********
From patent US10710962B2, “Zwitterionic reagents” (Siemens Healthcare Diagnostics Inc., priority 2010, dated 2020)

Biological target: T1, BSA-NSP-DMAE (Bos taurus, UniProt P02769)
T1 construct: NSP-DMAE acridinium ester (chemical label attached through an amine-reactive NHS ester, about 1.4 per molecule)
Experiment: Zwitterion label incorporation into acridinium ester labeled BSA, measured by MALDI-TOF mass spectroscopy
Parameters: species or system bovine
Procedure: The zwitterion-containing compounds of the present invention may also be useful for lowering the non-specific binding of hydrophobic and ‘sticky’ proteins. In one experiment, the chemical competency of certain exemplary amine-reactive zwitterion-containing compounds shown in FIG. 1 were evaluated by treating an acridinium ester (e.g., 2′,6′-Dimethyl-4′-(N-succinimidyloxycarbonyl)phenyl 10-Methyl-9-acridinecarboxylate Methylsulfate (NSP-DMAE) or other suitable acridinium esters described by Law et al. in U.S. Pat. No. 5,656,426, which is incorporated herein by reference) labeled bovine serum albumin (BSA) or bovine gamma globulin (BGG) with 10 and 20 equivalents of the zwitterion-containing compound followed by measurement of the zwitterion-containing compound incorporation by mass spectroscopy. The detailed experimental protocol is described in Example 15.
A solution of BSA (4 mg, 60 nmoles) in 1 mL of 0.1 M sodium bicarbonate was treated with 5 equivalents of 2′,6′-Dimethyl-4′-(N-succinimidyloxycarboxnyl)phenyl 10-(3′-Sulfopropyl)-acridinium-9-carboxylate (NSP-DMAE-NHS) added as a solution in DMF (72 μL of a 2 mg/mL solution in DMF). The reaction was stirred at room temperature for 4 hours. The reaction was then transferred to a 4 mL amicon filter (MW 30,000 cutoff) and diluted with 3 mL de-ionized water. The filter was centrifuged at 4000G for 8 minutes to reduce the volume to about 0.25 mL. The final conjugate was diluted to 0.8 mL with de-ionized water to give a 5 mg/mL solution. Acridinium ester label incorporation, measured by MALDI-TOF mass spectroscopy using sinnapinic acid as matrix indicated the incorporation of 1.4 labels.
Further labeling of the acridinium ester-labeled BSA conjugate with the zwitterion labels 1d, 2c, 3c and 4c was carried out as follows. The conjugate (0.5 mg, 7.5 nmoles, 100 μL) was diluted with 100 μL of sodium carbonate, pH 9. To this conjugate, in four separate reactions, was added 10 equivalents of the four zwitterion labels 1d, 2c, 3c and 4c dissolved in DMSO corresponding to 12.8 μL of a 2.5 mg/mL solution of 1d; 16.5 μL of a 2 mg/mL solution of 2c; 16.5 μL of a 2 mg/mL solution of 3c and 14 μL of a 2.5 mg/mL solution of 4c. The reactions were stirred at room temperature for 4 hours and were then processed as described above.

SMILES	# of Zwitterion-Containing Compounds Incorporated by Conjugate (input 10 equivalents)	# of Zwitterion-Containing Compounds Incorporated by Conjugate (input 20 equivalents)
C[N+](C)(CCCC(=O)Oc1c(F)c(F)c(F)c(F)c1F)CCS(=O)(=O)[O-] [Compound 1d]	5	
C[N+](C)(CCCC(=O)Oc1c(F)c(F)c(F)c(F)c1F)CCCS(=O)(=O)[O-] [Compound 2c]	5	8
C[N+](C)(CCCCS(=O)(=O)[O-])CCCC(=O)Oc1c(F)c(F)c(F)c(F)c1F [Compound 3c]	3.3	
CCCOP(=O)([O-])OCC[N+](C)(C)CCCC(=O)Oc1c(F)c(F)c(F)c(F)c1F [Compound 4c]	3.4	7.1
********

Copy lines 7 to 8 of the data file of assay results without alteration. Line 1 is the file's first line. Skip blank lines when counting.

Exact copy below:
A solution of BSA (4 mg, 60 nmoles) in 1 mL of 0.1 M sodium bicarbonate was treated with 5 equivalents of 2′,6′-Dimethyl-4′-(N-succinimidyloxycarboxnyl)phenyl 10-(3′-Sulfopropyl)-acridinium-9-carboxylate (NSP-DMAE-NHS) added as a solution in DMF (72 μL of a 2 mg/mL solution in DMF). The reaction was stirred at room temperature for 4 hours. The reaction was then transferred to a 4 mL amicon filter (MW 30,000 cutoff) and diluted with 3 mL de-ionized water. The filter was centrifuged at 4000G for 8 minutes to reduce the volume to about 0.25 mL. The final conjugate was diluted to 0.8 mL with de-ionized water to give a 5 mg/mL solution. Acridinium ester label incorporation, measured by MALDI-TOF mass spectroscopy using sinnapinic acid as matrix indicated the incorporation of 1.4 labels.
Further labeling of the acridinium ester-labeled BSA conjugate with the zwitterion labels 1d, 2c, 3c and 4c was carried out as follows. The conjugate (0.5 mg, 7.5 nmoles, 100 μL) was diluted with 100 μL of sodium carbonate, pH 9. To this conjugate, in four separate reactions, was added 10 equivalents of the four zwitterion labels 1d, 2c, 3c and 4c dissolved in DMSO corresponding to 12.8 μL of a 2.5 mg/mL solution of 1d; 16.5 μL of a 2 mg/mL solution of 2c; 16.5 μL of a 2 mg/mL solution of 3c and 14 μL of a 2.5 mg/mL solution of 4c. The reactions were stirred at room temperature for 4 hours and were then processed as described above.